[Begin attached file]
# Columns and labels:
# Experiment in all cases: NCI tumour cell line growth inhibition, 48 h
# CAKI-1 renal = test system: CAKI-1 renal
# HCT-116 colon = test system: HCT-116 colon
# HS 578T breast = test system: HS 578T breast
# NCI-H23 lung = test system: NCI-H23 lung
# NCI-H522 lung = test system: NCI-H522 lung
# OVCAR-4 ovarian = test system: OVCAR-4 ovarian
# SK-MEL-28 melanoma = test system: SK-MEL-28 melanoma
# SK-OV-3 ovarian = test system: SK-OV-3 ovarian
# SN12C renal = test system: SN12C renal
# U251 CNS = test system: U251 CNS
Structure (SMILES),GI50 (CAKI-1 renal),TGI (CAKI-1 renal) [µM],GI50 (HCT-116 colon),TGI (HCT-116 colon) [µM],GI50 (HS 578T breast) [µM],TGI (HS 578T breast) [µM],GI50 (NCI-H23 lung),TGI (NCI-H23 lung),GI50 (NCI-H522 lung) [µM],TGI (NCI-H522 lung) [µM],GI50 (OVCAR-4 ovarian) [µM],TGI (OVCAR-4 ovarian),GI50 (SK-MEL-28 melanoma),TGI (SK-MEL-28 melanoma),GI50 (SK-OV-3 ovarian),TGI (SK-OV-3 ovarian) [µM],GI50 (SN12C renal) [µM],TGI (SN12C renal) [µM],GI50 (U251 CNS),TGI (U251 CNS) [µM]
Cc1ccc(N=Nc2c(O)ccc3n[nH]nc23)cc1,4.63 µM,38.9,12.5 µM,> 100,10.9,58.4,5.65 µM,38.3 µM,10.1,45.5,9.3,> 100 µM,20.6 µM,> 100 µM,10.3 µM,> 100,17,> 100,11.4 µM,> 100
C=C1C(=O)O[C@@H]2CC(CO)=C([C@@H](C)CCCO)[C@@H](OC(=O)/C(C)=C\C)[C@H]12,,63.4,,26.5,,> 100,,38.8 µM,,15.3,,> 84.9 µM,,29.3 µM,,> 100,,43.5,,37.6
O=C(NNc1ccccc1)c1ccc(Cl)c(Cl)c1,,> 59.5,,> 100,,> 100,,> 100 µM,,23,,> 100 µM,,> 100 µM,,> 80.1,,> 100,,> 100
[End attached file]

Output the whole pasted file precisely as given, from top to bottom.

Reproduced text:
# Columns and labels:
# Experiment in all cases: NCI tumour cell line growth inhibition, 48 h
# CAKI-1 renal = test system: CAKI-1 renal
# HCT-116 colon = test system: HCT-116 colon
# HS 578T breast = test system: HS 578T breast
# NCI-H23 lung = test system: NCI-H23 lung
# NCI-H522 lung = test system: NCI-H522 lung
# OVCAR-4 ovarian = test system: OVCAR-4 ovarian
# SK-MEL-28 melanoma = test system: SK-MEL-28 melanoma
# SK-OV-3 ovarian = test system: SK-OV-3 ovarian
# SN12C renal = test system: SN12C renal
# U251 CNS = test system: U251 CNS
Structure (SMILES),GI50 (CAKI-1 renal),TGI (CAKI-1 renal) [µM],GI50 (HCT-116 colon),TGI (HCT-116 colon) [µM],GI50 (HS 578T breast) [µM],TGI (HS 578T breast) [µM],GI50 (NCI-H23 lung),TGI (NCI-H23 lung),GI50 (NCI-H522 lung) [µM],TGI (NCI-H522 lung) [µM],GI50 (OVCAR-4 ovarian) [µM],TGI (OVCAR-4 ovarian),GI50 (SK-MEL-28 melanoma),TGI (SK-MEL-28 melanoma),GI50 (SK-OV-3 ovarian),TGI (SK-OV-3 ovarian) [µM],GI50 (SN12C renal) [µM],TGI (SN12C renal) [µM],GI50 (U251 CNS),TGI (U251 CNS) [µM]
Cc1ccc(N=Nc2c(O)ccc3n[nH]nc23)cc1,4.63 µM,38.9,12.5 µM,> 100,10.9,58.4,5.65 µM,38.3 µM,10.1,45.5,9.3,> 100 µM,20.6 µM,> 100 µM,10.3 µM,> 100,17,> 100,11.4 µM,> 100
C=C1C(=O)O[C@@H]2CC(CO)=C([C@@H](C)CCCO)[C@@H](OC(=O)/C(C)=C\C)[C@H]12,,63.4,,26.5,,> 100,,38.8 µM,,15.3,,> 84.9 µM,,29.3 µM,,> 100,,43.5,,37.6
O=C(NNc1ccccc1)c1ccc(Cl)c(Cl)c1,,> 59.5,,> 100,,> 100,,> 100 µM,,23,,> 100 µM,,> 100 µM,,> 80.1,,> 100,,> 100